Migraines – UK Statistics and Remedies

1 in 7 people in the United Kingdom suffer from migraines; that’s 610,000 people! Migraines affect twice as many women as men.

This image, from Napiers, suggests herbal and supplement remedies to relieve the affects of a migraine.


Migraine statistics


Migraine Infographic

Migraine's 4 stages and natural holistic remedies

Migraine’s 4 stages and natural holistic remedies

Read about Natural Holistic Therapies for Migraines that formed the basis for the infographic above


Supplements – 5 supplements (Riboflavin, Magnesium, Ginkgolide B, Coq10, Omega 3) have shown to benefit migraine sufferers.

Herbs – Feverfew and butterbur are popular herbs that are commonly used to provide relief from migraines.

Biofeedback – This relaxation technique uses special equipment to teach you how to monitor and control certain physical responses related to stress, such as muscle tension.

CranioSacral Therapy – CranioSacral therapy is a form of treatment which has its origins in osteopathy and can be very effective in the treatment of migraine headaches.

Meditation – Meditation, an age-old technique of mentally concentrating to have resolution, can help treat migraine symptoms both physically and emotionally.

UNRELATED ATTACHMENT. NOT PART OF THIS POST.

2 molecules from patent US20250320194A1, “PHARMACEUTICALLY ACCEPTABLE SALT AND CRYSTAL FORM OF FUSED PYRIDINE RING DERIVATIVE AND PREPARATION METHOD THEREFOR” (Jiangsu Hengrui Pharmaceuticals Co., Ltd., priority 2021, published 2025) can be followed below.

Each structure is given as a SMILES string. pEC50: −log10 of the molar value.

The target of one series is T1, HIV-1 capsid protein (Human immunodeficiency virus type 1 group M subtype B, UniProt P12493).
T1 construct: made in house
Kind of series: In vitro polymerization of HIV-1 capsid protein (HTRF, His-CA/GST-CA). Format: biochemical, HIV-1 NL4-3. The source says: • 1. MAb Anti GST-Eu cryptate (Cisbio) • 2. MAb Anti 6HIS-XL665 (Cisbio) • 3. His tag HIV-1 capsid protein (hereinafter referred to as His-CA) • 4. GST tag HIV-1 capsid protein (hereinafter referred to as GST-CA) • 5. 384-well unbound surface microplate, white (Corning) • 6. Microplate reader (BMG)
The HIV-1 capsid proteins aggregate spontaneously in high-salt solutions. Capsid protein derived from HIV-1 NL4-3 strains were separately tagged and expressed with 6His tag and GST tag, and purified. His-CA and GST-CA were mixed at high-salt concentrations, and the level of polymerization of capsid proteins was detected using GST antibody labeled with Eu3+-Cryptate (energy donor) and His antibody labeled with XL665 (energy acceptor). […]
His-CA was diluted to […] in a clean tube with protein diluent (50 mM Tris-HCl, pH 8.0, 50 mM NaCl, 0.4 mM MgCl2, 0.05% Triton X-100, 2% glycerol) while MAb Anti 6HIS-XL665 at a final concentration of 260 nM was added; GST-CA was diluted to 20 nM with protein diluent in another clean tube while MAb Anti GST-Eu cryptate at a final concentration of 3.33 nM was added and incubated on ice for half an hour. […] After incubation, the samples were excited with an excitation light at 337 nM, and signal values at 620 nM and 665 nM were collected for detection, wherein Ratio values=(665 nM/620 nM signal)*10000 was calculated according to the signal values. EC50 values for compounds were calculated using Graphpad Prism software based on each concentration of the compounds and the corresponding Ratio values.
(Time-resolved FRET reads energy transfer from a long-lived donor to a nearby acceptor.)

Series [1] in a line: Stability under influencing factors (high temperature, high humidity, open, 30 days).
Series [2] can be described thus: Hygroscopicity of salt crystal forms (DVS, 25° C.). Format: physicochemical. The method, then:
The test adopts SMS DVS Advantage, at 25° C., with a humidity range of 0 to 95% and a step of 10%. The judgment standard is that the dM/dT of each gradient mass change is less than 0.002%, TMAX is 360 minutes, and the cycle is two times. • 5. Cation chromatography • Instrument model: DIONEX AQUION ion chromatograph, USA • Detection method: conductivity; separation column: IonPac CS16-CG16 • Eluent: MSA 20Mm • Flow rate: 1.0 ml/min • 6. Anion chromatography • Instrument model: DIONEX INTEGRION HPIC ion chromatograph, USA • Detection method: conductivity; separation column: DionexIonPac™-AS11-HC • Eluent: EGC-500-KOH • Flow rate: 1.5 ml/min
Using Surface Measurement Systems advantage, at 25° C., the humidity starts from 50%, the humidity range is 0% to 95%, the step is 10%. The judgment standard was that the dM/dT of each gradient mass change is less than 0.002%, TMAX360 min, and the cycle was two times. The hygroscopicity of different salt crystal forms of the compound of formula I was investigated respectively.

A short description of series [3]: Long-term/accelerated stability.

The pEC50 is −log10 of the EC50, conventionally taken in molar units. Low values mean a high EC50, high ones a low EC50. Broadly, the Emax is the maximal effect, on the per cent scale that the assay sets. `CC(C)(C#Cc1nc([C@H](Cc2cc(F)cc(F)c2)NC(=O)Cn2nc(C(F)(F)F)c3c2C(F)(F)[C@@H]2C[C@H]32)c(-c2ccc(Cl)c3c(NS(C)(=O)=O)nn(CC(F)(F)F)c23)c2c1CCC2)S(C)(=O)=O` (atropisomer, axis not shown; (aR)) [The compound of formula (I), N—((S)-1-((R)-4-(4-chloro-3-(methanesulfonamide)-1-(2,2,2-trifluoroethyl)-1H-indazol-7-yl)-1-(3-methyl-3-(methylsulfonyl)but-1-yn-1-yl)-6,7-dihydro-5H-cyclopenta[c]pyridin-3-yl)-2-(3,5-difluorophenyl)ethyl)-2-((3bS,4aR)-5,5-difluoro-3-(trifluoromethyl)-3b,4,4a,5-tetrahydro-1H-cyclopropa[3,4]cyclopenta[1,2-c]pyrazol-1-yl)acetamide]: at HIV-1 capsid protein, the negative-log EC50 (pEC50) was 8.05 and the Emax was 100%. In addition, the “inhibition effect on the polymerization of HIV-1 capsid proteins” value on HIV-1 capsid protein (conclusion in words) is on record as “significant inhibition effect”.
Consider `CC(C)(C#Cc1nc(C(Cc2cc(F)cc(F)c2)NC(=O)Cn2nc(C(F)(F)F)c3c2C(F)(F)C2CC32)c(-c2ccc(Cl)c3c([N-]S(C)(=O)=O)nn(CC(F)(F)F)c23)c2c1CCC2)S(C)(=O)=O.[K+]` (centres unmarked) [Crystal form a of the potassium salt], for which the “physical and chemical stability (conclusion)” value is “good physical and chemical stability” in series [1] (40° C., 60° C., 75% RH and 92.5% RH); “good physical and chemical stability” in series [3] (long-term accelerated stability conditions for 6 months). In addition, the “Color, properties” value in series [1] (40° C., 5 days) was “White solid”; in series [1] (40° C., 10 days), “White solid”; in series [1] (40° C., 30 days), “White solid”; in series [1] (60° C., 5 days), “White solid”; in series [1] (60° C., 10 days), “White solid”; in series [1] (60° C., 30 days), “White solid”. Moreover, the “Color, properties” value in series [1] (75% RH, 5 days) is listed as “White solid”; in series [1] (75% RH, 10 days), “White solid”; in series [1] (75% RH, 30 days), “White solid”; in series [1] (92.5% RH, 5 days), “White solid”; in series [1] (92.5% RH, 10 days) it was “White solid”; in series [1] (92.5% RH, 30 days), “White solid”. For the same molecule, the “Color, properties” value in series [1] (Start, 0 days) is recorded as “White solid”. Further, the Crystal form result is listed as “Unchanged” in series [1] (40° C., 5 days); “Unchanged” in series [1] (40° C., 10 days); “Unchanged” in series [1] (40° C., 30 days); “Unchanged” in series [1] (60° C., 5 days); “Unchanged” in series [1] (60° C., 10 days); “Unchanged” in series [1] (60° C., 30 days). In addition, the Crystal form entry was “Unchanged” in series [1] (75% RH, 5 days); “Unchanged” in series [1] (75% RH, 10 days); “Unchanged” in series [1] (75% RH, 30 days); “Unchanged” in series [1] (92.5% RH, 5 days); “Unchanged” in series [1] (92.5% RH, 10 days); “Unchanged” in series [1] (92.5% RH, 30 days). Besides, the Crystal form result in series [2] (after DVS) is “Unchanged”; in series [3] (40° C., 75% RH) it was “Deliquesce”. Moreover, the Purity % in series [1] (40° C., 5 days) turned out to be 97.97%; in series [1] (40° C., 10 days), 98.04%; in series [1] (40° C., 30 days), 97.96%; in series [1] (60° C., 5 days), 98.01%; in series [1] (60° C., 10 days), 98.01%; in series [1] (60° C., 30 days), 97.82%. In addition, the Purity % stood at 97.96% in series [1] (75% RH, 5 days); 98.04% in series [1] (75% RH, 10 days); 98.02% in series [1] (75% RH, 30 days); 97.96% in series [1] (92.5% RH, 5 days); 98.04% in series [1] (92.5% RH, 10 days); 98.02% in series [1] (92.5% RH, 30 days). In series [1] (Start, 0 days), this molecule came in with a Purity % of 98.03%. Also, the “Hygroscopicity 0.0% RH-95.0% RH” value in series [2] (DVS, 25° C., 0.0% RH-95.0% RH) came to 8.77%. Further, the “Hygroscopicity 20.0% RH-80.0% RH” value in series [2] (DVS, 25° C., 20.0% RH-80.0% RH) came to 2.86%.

Essential Oils – Lavender oil is touted as being one of the best for migraine pain management.

Heat & Cold Therapy – Apply hot & cold compresses to the head or neck can be helpful in relieving pain & tension.

Homeopathy – Delivered at small homeopathic dosages, the SNRA molecule has shown to be fast-acting in migraine relief.


Herbal Medicine

An herb is a plant or plant part used for its scent, flavor or therapeutic properties.

Plants have the ability to synthesize a wide variety of chemical compounds that are used to perform important biological functions, and to defend against attack from predators such as insects, fungi and herbivorous mammals.

Many of these phytochemicals have beneficial effects on long-term health when consumed by people, and can be used to effectively treat diseases. At least 12,000 such compounds have been isolated; a number estimated to be less than 10% of the total.

How it Works

Chemical compounds in plants mediate their effects on the human body through processes identical to those already well understood for the chemical compounds in conventional drugs; thus herbal medicines do not differ greatly from conventional drugs in terms of how they work. This enables herbal medicines to be as effective as conventional medicines, but also gives them the same potential to cause harmful side effects.


The use of herbs to treat disease is almost universal among non-industrialized societies, and is often more affordable than purchasing expensive modern pharmaceuticals. The World Health Organization (WHO) estimates that 80 percent of the population of some Asian and African countries presently use herbal medicine for some aspect of primary health care.

Studies in the United States and Europe have shown that their use is less common in clinical settings, but has become increasingly more in recent years as scientific evidence about the effectiveness of herbal medicine has become more widely available.